I am constantly asked to help clients, trade association contacts and alliance colleagues find, retain and train talent. No matter the technical topic, it will not succeed without talent. Thus, we better pay attention. Due to this continual feedback, I have dusted off my Skills Gap research from late 2013 and am refreshing it. I’d appreciate your feedback and insights for my research. I’ll keep you in the loop on the results.

In the interim, start thinking about the skills gap. What will you need a year down-the-line? Are you positioned to not only succeed short-term but to leverage opportunities as they arise over the next 12-24 months? If not, you have a skills gap. Put off spending cash in other areas but do not skimp on your talent.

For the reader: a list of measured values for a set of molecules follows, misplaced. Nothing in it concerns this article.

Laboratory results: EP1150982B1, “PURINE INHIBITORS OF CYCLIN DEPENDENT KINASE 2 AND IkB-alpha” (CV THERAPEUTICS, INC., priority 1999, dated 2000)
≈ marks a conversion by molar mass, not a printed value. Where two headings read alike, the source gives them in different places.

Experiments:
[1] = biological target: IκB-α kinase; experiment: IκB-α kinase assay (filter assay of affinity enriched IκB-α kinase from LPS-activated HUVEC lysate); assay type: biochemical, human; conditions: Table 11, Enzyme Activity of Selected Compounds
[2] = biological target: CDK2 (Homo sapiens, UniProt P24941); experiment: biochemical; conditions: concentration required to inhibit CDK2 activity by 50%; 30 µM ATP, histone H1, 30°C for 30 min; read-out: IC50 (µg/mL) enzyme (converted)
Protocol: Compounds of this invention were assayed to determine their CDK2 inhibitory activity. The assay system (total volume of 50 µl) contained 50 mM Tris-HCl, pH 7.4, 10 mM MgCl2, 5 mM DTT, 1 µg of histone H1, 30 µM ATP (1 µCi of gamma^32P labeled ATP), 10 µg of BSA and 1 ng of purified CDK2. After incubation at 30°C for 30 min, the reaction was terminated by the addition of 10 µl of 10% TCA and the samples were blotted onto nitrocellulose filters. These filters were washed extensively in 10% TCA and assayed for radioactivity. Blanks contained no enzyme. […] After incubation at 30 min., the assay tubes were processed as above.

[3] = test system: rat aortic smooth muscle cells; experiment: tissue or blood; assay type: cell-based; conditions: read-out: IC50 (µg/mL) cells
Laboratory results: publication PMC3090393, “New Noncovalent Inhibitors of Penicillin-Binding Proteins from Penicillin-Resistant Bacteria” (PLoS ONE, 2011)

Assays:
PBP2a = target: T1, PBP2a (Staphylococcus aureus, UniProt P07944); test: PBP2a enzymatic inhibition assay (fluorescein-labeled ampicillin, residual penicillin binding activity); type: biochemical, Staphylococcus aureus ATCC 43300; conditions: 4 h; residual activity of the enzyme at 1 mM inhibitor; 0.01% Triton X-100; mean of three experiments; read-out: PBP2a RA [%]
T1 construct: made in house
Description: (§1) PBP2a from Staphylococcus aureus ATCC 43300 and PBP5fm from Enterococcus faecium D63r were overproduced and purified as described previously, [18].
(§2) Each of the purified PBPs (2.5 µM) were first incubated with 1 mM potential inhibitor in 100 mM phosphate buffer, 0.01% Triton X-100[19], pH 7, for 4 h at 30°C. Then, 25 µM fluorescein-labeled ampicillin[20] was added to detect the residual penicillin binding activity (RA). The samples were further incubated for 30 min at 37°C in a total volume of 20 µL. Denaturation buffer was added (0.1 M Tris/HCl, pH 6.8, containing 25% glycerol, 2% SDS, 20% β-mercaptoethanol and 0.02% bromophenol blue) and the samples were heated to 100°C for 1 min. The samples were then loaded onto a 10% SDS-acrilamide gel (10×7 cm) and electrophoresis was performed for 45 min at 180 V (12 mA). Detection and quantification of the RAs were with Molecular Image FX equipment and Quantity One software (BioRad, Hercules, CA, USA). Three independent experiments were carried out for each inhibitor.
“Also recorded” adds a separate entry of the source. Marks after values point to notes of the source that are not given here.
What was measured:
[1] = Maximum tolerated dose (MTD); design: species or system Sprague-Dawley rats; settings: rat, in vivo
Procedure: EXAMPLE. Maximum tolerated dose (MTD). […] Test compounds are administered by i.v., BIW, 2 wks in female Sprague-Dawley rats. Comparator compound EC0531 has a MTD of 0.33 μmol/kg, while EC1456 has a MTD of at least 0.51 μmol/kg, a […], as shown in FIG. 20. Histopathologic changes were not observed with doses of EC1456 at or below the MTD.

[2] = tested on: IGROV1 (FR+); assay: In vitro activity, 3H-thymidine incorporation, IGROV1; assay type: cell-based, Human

Think about your objectives and back into your plan. Should you hire employees or fill expertise gaps with consultants? Will top talent WANT to work with you and in your company culture? Don’t assume the answer is yes — think about it and find out. What should you do to attract and retain top talent? That might also lead you to the third option which you should pursue regardless — developing talent. What training, education and mentoring programs do you offer?


What Is Your Company Culture?

March 1st, 2016
company culture

Being able to define your culture in your workplace is the starting point to being able to make positive changes to the beliefs that govern behavior.